Russell Publications

northern Illinois, April 17, 2008

                               

  Vermiculture

 How worms can save us

 

by Regina Nuttall

 

GEORGE BLACKMAN, of Stelle, demonstrates how to double dig a garden plot during a presentation called Vermiculture and the Art of Soil Building, March 29 at the Stelle Community Center. Blackman has been involved in organic gardening for 35 years. He suggests using a pitchfork instead of a shovel to loosen soil.

-photo by Regina Nuttall

PARTICIPANTS AT the vermiculture event discuss the presentation among themselves. 'It's estimated that Nature undisturbed would take 2,000 years to make six inches of fertile soil (humus) on her own,' George Blackman said. However, humans can speed up that process by changing their methods of gardening and farming and using worms to accelerate the process of creating topsoil.

-photo by Regina Nuttall

 

 

     “A Global crisis is taking place under our feet and it is as serious as global warming. We’re losing about 1 percent of our top soil every year to erosion, most of this caused by agriculture,” George Blackman said in a presentation called Vermiculture and the Art of Soil Building, March 29 at the Community Center in Stelle.

       The Center for Sustainable Community (CSC) in Stelle sponsored Blackman’s talk to a group of farmers and gardeners from the surrounding area that are interested in environmentally friendly agriculture. Blackman has been involved in organic gardening for 35 years and has lived in Stelle for 30 years.

He sells his produce at the oldest Farmer's Market in Illinois, in Evanston.

     Blackman’s mission is to teach people how they can grow healthy food in a sustainable manner without using chemicals. His primary techniques involve double digging the garden beds, proper use of compost and most of all worms.

                          

           WHY WORMS ARE IMPORTANT

     The National Academy of Sciences has calculated that topsoil on cropland in United States is being lost at least 10 times as quickly as it can be replaced.

“If we continue with our current modern mechanized, chemical and organic practices, by the year 2014 we will be unable to properly feed 60 percent of the world’s people- those who will be living in developing countries. What happens when we come to rely on just few crops for our food? “ Blackman’s questioned rhetorically..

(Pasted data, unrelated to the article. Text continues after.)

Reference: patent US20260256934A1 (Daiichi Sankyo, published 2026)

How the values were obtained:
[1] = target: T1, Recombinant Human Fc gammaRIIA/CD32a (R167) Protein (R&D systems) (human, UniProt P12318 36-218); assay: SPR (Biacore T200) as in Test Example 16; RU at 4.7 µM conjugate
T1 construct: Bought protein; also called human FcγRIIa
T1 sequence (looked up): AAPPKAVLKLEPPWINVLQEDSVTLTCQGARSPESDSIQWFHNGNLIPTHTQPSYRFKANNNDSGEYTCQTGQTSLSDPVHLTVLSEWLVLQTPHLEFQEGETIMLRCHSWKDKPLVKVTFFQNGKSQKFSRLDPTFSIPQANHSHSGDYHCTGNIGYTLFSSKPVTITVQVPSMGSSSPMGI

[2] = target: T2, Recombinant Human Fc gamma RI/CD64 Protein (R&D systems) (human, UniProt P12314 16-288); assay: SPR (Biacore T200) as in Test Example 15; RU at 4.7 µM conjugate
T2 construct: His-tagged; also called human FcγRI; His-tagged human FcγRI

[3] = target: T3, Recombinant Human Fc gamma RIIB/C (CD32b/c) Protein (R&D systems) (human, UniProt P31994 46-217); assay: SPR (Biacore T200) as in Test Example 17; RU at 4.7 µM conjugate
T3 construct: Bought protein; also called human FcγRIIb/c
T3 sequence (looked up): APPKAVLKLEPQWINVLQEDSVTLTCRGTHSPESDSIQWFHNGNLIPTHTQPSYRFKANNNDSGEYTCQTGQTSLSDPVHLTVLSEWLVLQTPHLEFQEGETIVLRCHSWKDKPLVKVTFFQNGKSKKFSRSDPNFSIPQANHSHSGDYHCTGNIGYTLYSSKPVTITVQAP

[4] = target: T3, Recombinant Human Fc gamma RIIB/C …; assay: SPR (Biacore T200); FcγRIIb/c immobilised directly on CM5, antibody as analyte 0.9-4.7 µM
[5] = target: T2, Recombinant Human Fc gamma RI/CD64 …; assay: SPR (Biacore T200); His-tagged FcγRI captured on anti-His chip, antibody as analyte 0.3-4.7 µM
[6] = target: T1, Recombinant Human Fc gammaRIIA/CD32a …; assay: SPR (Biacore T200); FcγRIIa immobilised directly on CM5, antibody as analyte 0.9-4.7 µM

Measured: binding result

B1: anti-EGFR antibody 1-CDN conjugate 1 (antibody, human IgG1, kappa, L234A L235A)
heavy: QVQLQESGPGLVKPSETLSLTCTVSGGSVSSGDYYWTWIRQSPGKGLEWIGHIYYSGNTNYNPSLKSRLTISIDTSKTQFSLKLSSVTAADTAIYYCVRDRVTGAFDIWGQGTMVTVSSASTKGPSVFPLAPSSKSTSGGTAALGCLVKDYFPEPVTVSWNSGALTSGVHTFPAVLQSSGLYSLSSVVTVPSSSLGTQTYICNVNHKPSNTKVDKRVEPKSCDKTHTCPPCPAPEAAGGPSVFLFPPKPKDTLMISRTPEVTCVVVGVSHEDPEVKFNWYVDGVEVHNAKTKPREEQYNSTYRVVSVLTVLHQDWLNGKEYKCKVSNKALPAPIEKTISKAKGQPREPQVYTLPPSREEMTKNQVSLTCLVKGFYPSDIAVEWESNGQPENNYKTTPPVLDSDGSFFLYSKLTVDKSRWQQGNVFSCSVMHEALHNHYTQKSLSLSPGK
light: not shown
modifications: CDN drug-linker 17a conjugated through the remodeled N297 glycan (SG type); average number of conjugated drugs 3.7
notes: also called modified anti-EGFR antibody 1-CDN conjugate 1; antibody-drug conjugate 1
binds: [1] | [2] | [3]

“Every time we in the United States eat one pound of food that has been grown by U.S. mechanized, commercial agriculture techniques, six pounds of farmable soil are lost due to wind and water erosion. The average food item in the United States travels approximately 1,400 miles to reach our plates”.

       Blackman presented startling statistics to the audience. “Is it better to grow foods locally? Did you know that our food imports have risen by 50 percent in the last ten years? One third of the fruit and 12 percent of the vegetables consumed in the U.S. come from other countries. What is more useful- fuel or food?  A field full of just one one plant type is a disaster waiting to happen, having the potential to be destroyed by a single predator or diseases. Yields on eroded agricultural land have been from 20 to 65 percent lower than would otherwise be possible.

     “It’s estimated, that Nature undisturbed would take 2,000 years to make six inches of fertile soil (humus) on her own”,  Blackman says.

     However, humans can greatly speed up that process by changing their methods of gardening and farming and using worms to accelerate the process of creating topsoil.

     Worms benefit soil in several ways. They transform organic materials in the soil into the form that can be easily absorbed by plants. Their tunnels keep the soil loose to allow proper circulation of water and gasses. Soil with a high level of organic material and lots of worms produces fantastically rich vegetation, he said.

     When gardeners apply chemicals to the soil for fertilizing and pest control they kill the microbes that break down organic material and they kill the worms that transform it.           After a period of time the soil is no longer healthy enough to grow plants on its own. You’ll need more and more chemicals and the soil will get poorer and poorer.

     The gardener needs to choose, Blackman said. Does he want to create healthy soil that grows healthy plants year after year or does he want to use chemicals that will help grow plants today but will impoverish the soil for the future?